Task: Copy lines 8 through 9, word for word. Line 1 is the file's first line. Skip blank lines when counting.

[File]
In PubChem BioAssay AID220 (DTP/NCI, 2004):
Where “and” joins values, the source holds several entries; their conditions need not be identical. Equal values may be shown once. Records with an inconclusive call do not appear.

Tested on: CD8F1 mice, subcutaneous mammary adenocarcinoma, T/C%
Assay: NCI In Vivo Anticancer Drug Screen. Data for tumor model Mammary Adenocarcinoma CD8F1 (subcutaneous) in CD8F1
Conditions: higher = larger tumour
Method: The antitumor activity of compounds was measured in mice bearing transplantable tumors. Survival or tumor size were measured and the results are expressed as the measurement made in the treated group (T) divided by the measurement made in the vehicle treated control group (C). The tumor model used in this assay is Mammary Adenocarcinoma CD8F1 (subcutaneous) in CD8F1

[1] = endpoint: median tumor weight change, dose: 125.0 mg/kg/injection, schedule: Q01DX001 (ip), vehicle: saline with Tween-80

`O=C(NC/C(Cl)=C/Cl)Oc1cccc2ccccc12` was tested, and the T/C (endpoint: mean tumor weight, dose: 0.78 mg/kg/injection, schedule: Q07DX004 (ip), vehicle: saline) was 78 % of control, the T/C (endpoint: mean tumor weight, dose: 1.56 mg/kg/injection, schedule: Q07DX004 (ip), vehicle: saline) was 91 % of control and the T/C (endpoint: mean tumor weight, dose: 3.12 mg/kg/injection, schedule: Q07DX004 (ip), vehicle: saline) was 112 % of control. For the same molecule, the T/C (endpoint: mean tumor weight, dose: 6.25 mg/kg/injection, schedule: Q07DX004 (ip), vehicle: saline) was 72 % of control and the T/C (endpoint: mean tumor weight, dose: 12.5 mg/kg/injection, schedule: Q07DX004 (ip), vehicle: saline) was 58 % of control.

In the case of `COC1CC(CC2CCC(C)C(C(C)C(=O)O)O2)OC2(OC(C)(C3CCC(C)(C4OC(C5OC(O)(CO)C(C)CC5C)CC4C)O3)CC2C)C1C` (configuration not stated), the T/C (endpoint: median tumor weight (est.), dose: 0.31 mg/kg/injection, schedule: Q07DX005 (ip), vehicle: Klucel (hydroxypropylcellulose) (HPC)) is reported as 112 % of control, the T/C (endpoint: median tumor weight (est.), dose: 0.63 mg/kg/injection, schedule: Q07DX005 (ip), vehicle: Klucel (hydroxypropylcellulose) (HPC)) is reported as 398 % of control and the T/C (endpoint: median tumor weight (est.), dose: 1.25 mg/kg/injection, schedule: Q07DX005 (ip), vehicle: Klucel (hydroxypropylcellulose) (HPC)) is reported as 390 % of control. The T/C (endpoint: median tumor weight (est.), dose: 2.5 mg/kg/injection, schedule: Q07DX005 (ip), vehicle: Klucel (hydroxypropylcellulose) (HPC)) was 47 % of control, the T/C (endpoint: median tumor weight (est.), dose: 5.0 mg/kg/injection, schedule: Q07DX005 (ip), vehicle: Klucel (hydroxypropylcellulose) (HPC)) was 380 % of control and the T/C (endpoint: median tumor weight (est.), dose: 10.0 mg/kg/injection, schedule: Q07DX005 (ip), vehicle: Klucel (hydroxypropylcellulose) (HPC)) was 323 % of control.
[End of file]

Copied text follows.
`O=C(NC/C(Cl)=C/Cl)Oc1cccc2ccccc12` was tested, and the T/C (endpoint: mean tumor weight, dose: 0.78 mg/kg/injection, schedule: Q07DX004 (ip), vehicle: saline) was 78 % of control, the T/C (endpoint: mean tumor weight, dose: 1.56 mg/kg/injection, schedule: Q07DX004 (ip), vehicle: saline) was 91 % of control and the T/C (endpoint: mean tumor weight, dose: 3.12 mg/kg/injection, schedule: Q07DX004 (ip), vehicle: saline) was 112 % of control. For the same molecule, the T/C (endpoint: mean tumor weight, dose: 6.25 mg/kg/injection, schedule: Q07DX004 (ip), vehicle: saline) was 72 % of control and the T/C (endpoint: mean tumor weight, dose: 12.5 mg/kg/injection, schedule: Q07DX004 (ip), vehicle: saline) was 58 % of control.

In the case of `COC1CC(CC2CCC(C)C(C(C)C(=O)O)O2)OC2(OC(C)(C3CCC(C)(C4OC(C5OC(O)(CO)C(C)CC5C)CC4C)O3)CC2C)C1C` (configuration not stated), the T/C (endpoint: median tumor weight (est.), dose: 0.31 mg/kg/injection, schedule: Q07DX005 (ip), vehicle: Klucel (hydroxypropylcellulose) (HPC)) is reported as 112 % of control, the T/C (endpoint: median tumor weight (est.), dose: 0.63 mg/kg/injection, schedule: Q07DX005 (ip), vehicle: Klucel (hydroxypropylcellulose) (HPC)) is reported as 398 % of control and the T/C (endpoint: median tumor weight (est.), dose: 1.25 mg/kg/injection, schedule: Q07DX005 (ip), vehicle: Klucel (hydroxypropylcellulose) (HPC)) is reported as 390 % of control. The T/C (endpoint: median tumor weight (est.), dose: 2.5 mg/kg/injection, schedule: Q07DX005 (ip), vehicle: Klucel (hydroxypropylcellulose) (HPC)) was 47 % of control, the T/C (endpoint: median tumor weight (est.), dose: 5.0 mg/kg/injection, schedule: Q07DX005 (ip), vehicle: Klucel (hydroxypropylcellulose) (HPC)) was 380 % of control and the T/C (endpoint: median tumor weight (est.), dose: 10.0 mg/kg/injection, schedule: Q07DX005 (ip), vehicle: Klucel (hydroxypropylcellulose) (HPC)) was 323 % of control.